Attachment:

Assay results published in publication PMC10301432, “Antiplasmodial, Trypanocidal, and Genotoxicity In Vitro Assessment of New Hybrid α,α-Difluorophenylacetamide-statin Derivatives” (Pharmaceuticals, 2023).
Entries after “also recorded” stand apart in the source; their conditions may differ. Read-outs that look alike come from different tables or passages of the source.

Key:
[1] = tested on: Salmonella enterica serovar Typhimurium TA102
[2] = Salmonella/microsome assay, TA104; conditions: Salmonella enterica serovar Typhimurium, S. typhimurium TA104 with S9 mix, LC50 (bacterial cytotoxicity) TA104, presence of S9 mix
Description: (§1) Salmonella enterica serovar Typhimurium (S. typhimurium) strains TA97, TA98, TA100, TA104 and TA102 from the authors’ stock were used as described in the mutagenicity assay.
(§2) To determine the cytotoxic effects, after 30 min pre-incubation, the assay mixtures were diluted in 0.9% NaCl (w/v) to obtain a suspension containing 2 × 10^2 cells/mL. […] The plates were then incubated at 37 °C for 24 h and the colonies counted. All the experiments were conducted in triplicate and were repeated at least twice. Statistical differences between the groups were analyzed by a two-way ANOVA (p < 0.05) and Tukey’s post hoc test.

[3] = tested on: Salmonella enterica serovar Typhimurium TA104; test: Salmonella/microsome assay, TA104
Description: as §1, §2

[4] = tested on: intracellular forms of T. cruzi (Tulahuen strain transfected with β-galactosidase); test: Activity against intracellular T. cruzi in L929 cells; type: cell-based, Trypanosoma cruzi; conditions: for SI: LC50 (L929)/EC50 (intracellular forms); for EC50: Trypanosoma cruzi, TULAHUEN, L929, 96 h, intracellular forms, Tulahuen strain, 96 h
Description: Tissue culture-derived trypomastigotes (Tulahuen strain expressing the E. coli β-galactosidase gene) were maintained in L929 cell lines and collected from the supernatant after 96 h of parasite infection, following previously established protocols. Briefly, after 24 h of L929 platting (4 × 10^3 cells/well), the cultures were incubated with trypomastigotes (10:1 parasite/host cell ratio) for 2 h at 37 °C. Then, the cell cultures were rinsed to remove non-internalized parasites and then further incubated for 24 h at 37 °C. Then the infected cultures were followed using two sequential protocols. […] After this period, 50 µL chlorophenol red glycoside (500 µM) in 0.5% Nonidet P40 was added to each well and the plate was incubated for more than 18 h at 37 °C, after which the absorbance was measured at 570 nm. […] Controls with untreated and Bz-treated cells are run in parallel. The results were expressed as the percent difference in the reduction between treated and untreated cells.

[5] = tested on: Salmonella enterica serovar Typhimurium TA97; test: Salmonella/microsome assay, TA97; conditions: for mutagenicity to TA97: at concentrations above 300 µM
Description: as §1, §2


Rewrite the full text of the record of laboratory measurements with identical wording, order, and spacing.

Assay results published in publication PMC10301432, “Antiplasmodial, Trypanocidal, and Genotoxicity In Vitro Assessment of New Hybrid α,α-Difluorophenylacetamide-statin Derivatives” (Pharmaceuticals, 2023).
Entries after “also recorded” stand apart in the source; their conditions may differ. Read-outs that look alike come from different tables or passages of the source.

Key:
[1] = tested on: Salmonella enterica serovar Typhimurium TA102
[2] = Salmonella/microsome assay, TA104; conditions: Salmonella enterica serovar Typhimurium, S. typhimurium TA104 with S9 mix, LC50 (bacterial cytotoxicity) TA104, presence of S9 mix
Description: (§1) Salmonella enterica serovar Typhimurium (S. typhimurium) strains TA97, TA98, TA100, TA104 and TA102 from the authors’ stock were used as described in the mutagenicity assay.
(§2) To determine the cytotoxic effects, after 30 min pre-incubation, the assay mixtures were diluted in 0.9% NaCl (w/v) to obtain a suspension containing 2 × 10^2 cells/mL. […] The plates were then incubated at 37 °C for 24 h and the colonies counted. All the experiments were conducted in triplicate and were repeated at least twice. Statistical differences between the groups were analyzed by a two-way ANOVA (p < 0.05) and Tukey’s post hoc test.

[3] = tested on: Salmonella enterica serovar Typhimurium TA104; test: Salmonella/microsome assay, TA104
Description: as §1, §2

[4] = tested on: intracellular forms of T. cruzi (Tulahuen strain transfected with β-galactosidase); test: Activity against intracellular T. cruzi in L929 cells; type: cell-based, Trypanosoma cruzi; conditions: for SI: LC50 (L929)/EC50 (intracellular forms); for EC50: Trypanosoma cruzi, TULAHUEN, L929, 96 h, intracellular forms, Tulahuen strain, 96 h
Description: Tissue culture-derived trypomastigotes (Tulahuen strain expressing the E. coli β-galactosidase gene) were maintained in L929 cell lines and collected from the supernatant after 96 h of parasite infection, following previously established protocols. Briefly, after 24 h of L929 platting (4 × 10^3 cells/well), the cultures were incubated with trypomastigotes (10:1 parasite/host cell ratio) for 2 h at 37 °C. Then, the cell cultures were rinsed to remove non-internalized parasites and then further incubated for 24 h at 37 °C. Then the infected cultures were followed using two sequential protocols. […] After this period, 50 µL chlorophenol red glycoside (500 µM) in 0.5% Nonidet P40 was added to each well and the plate was incubated for more than 18 h at 37 °C, after which the absorbance was measured at 570 nm. […] Controls with untreated and Bz-treated cells are run in parallel. The results were expressed as the percent difference in the reduction between treated and untreated cells.

[5] = tested on: Salmonella enterica serovar Typhimurium TA97; test: Salmonella/microsome assay, TA97; conditions: for mutagenicity to TA97: at concentrations above 300 µM
Description: as §1, §2